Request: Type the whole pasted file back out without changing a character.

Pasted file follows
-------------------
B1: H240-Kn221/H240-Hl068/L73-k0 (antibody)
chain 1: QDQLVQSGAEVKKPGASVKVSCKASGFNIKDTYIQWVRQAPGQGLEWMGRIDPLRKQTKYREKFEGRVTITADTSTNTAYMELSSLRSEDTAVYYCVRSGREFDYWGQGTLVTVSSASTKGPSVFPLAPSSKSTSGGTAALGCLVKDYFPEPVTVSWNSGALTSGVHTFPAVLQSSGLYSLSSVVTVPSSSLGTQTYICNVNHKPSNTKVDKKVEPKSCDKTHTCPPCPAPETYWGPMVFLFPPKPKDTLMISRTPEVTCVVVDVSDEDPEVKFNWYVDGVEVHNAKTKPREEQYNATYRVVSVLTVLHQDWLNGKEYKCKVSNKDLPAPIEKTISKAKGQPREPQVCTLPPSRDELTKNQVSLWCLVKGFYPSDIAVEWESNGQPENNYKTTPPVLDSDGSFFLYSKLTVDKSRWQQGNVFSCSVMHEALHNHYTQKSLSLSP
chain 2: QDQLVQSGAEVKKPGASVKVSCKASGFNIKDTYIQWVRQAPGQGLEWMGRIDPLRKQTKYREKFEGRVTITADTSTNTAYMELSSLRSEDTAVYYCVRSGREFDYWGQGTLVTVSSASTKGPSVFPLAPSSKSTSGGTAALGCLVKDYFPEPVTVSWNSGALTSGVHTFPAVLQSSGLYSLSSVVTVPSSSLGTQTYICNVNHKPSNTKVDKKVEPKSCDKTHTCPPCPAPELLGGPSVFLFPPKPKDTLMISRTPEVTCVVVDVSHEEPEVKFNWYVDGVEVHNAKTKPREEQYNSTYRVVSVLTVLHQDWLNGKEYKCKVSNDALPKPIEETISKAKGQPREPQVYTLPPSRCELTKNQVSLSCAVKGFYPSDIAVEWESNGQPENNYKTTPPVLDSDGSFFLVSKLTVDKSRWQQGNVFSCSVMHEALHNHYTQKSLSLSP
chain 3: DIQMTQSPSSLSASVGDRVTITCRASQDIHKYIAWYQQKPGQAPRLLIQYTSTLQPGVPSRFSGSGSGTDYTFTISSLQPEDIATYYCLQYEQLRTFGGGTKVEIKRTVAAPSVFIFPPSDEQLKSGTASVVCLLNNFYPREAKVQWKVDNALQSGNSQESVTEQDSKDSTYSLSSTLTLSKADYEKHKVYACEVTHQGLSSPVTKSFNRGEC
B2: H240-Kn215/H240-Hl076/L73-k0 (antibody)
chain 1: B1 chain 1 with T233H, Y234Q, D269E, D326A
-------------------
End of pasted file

B1: H240-Kn221/H240-Hl068/L73-k0 (antibody)
chain 1: QDQLVQSGAEVKKPGASVKVSCKASGFNIKDTYIQWVRQAPGQGLEWMGRIDPLRKQTKYREKFEGRVTITADTSTNTAYMELSSLRSEDTAVYYCVRSGREFDYWGQGTLVTVSSASTKGPSVFPLAPSSKSTSGGTAALGCLVKDYFPEPVTVSWNSGALTSGVHTFPAVLQSSGLYSLSSVVTVPSSSLGTQTYICNVNHKPSNTKVDKKVEPKSCDKTHTCPPCPAPETYWGPMVFLFPPKPKDTLMISRTPEVTCVVVDVSDEDPEVKFNWYVDGVEVHNAKTKPREEQYNATYRVVSVLTVLHQDWLNGKEYKCKVSNKDLPAPIEKTISKAKGQPREPQVCTLPPSRDELTKNQVSLWCLVKGFYPSDIAVEWESNGQPENNYKTTPPVLDSDGSFFLYSKLTVDKSRWQQGNVFSCSVMHEALHNHYTQKSLSLSP
chain 2: QDQLVQSGAEVKKPGASVKVSCKASGFNIKDTYIQWVRQAPGQGLEWMGRIDPLRKQTKYREKFEGRVTITADTSTNTAYMELSSLRSEDTAVYYCVRSGREFDYWGQGTLVTVSSASTKGPSVFPLAPSSKSTSGGTAALGCLVKDYFPEPVTVSWNSGALTSGVHTFPAVLQSSGLYSLSSVVTVPSSSLGTQTYICNVNHKPSNTKVDKKVEPKSCDKTHTCPPCPAPELLGGPSVFLFPPKPKDTLMISRTPEVTCVVVDVSHEEPEVKFNWYVDGVEVHNAKTKPREEQYNSTYRVVSVLTVLHQDWLNGKEYKCKVSNDALPKPIEETISKAKGQPREPQVYTLPPSRCELTKNQVSLSCAVKGFYPSDIAVEWESNGQPENNYKTTPPVLDSDGSFFLVSKLTVDKSRWQQGNVFSCSVMHEALHNHYTQKSLSLSP
chain 3: DIQMTQSPSSLSASVGDRVTITCRASQDIHKYIAWYQQKPGQAPRLLIQYTSTLQPGVPSRFSGSGSGTDYTFTISSLQPEDIATYYCLQYEQLRTFGGGTKVEIKRTVAAPSVFIFPPSDEQLKSGTASVVCLLNNFYPREAKVQWKVDNALQSGNSQESVTEQDSKDSTYSLSSTLTLSKADYEKHKVYACEVTHQGLSSPVTKSFNRGEC
B2: H240-Kn215/H240-Hl076/L73-k0 (antibody)
chain 1: B1 chain 1 with T233H, Y234Q, D269E, D326A